The energy balance of dairy cows could soon be measured by simply testing milk samples instead of time-consuming body condition scoring.
By Richard Allison
Body condition scoring has been used for many years to identify cows that are too thin or fat or suddenly losing or gaining condition and help farmers and vets to take action to help alleviate a number of metabolic and fertility problems.
However, as NMR product manager Vicky Hicks pointed out, condition scoring is time-consuming, requires good cow identification and is subjective.
Therefore, the challenge is to develop a tool that can give the information gleaned from body condition scores without the time and hassle of scoring cows regularly, she said at the NMR and University of Reading conference, Healthy Cows, Healthy Humans, Healthy Planet.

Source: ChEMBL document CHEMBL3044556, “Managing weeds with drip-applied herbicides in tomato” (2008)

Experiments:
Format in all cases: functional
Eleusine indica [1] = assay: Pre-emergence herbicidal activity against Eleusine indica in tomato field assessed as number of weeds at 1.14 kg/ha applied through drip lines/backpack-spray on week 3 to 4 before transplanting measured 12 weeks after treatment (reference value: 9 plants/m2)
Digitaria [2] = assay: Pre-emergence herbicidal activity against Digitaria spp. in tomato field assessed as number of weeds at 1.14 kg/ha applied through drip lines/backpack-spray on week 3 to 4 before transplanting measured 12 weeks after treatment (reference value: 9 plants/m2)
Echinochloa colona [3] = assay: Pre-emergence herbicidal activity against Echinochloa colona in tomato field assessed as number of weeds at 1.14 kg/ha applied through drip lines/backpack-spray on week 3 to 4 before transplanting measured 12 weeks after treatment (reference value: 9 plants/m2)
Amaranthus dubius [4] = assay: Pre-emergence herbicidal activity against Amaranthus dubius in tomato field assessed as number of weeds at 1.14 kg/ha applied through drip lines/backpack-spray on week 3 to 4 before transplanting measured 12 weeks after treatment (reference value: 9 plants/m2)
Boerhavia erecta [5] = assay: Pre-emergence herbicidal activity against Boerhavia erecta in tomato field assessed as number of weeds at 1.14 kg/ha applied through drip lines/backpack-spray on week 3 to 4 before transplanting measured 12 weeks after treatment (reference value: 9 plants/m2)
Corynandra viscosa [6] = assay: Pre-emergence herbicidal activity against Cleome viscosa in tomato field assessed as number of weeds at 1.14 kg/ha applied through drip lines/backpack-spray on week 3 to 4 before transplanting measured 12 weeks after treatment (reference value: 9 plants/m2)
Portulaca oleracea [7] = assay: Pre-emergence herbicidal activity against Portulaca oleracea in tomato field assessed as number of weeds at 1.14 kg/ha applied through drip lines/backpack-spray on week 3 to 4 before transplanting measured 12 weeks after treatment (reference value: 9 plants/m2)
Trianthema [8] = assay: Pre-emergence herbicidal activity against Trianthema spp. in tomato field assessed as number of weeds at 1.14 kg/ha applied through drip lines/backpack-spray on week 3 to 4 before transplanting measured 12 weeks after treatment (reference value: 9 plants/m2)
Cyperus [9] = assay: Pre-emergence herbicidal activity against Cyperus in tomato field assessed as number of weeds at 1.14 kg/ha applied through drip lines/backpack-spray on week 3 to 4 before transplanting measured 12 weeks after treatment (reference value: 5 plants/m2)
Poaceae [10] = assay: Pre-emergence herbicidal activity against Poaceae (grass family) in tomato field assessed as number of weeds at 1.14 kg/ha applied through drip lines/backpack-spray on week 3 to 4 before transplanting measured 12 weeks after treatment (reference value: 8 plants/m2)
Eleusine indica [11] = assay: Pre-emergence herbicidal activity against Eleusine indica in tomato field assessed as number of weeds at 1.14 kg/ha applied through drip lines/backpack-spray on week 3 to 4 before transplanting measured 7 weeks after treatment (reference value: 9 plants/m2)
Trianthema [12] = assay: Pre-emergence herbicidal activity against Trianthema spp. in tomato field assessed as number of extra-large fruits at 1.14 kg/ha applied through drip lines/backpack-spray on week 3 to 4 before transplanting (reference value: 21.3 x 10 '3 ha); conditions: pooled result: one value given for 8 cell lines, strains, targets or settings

This is the aim of a Technology Strategy Board project, using spectral data collected from mid-infrared (MIR) testing on individual cow milk samples.
“We are looking at the ‘fingerprint’ of the milk sample and this technique is already used to measure milk constituents. We’re just expanding its use to predicting the energy balance of a cow,” said Ms Hicks.
As participants in the project, along with M&S, scientists at the Scottish Rural University Colleges are looking at the link between predicted energy levels from the MIR spectra to develop a model that can be put to practical use on farm.
“Body condition scores from cows in the M&S herds will be compared with their MIR predicted energy balance,” she added.
“We anticipate that MIR will offer the potential for the energy status of cows to be routinely monitored in an easy, convenient and hassle-free way using a milk sample already collected from the farm. It’s an exciting development and it will be a valuable management tool for dairy producers that we hope will be available later in 2014.”
As part of the project, part funded by the Technology Strategy Board, cows have been condition scored on 13 farms supplying milk to M&S. “Each cows has been condition scored quarterly by one of three trained scorers and the results have been analysed.”
The results from this condition scoring work have been used to help validate the new milk-based energy balance tool.